Apocalypse of the Dukes of Savoy

Apocalypse of the Dukes of Savoy Facsimile Edition

Savoy (France) — Between 1428 and 1490

Jean Colombe and the French Renaissance: one of the most beautiful and largest apocalypse manuscripts of the Middle Ages

  1. A product of 40 years of labor during the 15th century by Jean Bapteur, Peronet Lamy, and Jean Colombe

  2. Widely agreed to be one of the most beautiful hand-written and illuminated books of the Middle Ages

  3. A treasure trove of the rich and powerful dukes of Savoy for generations

Apocalypse of the Dukes of Savoy

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  1. Description
  2. Detail Picture
  3. Single Page
  4. Facsimile Editions (2)
Apocalypse of the Dukes of Savoy

The Apocalypse of the Dukes of Savoy can be certainly called one of the most beautifully illuminated manuscripts of the Middle Ages. This precious and large-scale masterpiece was created in two stages between 1428 and 1490 and some the greatest French illuminators participated in its manufacture including Jean Bapteur, Péronet Lamy, and Jean Colombe. Duke Amadeus VIII of Savoy commissioned the work in 1428, but it remained unfinished when he took it with him in 1434 to Château de Ripaille, where he lived in quasi-monastic seclusion with six other knights, with whom he founded the Order of Saint Maurice. His great-grandson Charles I inherited the manuscript and had it completed between 1485 and 1490 by his court painter Jean Colombe. 97 Gothic miniatures, which are thoughtfully arranged with the corresponding texts, account for the special charm of the fantastic picture book, nearly every page of which is magnificently illuminated. The enchanting marginal motifs include colorful floral tendrils with golden leaves, animals, and birds.

Apocalypse of the Dukes of Savoy

The Apocalypse of the Dukes of Savoy is a precious manuscript that was written and illuminated by the famous French book master Jean Bapteur. The precious, gorgeously designed codex contains 97 miniatures altogether, which are ordered according to a well-thought system. Nearly every page of the document is magnificently illuminated. The codex originated at the behest of the Dukes of Savoy, in particular Duke Amadeus VIII has been associated with this valuable Apocalypse manuscript.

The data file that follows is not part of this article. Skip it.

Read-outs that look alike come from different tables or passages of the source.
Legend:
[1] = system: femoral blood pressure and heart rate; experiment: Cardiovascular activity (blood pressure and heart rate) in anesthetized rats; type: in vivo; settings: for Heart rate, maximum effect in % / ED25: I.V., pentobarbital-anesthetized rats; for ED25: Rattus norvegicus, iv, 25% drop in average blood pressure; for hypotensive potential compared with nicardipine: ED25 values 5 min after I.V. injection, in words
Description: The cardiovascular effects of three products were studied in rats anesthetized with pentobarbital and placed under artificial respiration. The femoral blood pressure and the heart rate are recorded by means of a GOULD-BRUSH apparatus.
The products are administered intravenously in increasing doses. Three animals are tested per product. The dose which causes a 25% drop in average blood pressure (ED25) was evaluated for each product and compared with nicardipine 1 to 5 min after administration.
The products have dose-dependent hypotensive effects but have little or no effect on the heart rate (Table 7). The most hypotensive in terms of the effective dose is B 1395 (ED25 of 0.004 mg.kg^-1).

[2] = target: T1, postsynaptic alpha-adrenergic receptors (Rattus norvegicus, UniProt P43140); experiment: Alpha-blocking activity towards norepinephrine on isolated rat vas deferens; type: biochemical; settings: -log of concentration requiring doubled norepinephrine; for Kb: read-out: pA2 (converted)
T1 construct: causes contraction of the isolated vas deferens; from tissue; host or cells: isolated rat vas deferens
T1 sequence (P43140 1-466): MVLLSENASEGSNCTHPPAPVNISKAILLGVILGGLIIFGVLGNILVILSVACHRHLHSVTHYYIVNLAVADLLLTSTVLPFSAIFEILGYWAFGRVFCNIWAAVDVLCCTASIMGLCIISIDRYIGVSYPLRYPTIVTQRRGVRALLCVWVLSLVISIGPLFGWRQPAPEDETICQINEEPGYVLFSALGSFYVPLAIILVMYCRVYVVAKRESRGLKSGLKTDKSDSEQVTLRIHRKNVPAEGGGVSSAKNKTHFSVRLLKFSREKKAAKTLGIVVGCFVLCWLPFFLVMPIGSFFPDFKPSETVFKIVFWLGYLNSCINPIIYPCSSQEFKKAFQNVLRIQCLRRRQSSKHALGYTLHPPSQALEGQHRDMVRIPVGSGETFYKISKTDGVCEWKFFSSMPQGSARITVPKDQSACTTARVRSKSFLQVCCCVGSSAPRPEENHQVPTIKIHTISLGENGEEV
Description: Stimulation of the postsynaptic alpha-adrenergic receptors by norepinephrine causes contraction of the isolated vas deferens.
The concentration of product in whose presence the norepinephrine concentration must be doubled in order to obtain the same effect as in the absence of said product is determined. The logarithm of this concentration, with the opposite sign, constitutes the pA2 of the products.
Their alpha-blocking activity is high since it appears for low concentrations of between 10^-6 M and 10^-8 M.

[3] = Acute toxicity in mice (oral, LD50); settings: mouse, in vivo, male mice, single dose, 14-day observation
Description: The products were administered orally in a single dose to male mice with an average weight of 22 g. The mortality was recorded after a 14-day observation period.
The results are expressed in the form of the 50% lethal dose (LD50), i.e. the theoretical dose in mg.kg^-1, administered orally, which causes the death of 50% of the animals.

A Turbulent History

Amadeus VIII, the first Duke of Savoy, commissioned the manuscript in the year 1428. He entrusted his court painter Jean Bapteur with its design. Beginning in 1433, Bapteur was supported by the no-less-talented illuminator Peronet Lamy. This prolonged design period makes it clear what outstanding quality the precious book treasure possesses. 47 pages of the document are considered to be the work of Bapteur. The remaining pictures he designed in collaboration with Peronet Lamy, a few of them originate wholly from Lamy’s pen. In the year 1434, Duke Amadeus withdrew to the Château de Ripaille near Thonon-les-Bains. He took the yet-incomplete Apocalypse with him, in order to read it aloud to himself. In 1468 his great-grandson Charles I had the work completed by his court painter Jean Colombe. This was at the very same time that he was occupied with the legendary and world famous book treasure known as the Très Riches Heures du duc de Berry. Colombe appended the Apocalypse of the Dukes of Savoy with 23 missing pictures and took special care to adhere to the design system of its originator, Bapteur.

Traditional Work

The work is an abridged version of the Book of Revelation, written in black ink and accompanied by a traditional commentary by the monk Berengaudus. Red characters highlight important text elements. The special approach to the biblical text with a clarifying commentary was widespread in the spiritual literature of medieval France. The text and also the illustration of the masterpiece are strongly oriented on similar works from England. The primary source of inspiration was probably the Apocalypse of Lambeth Palace.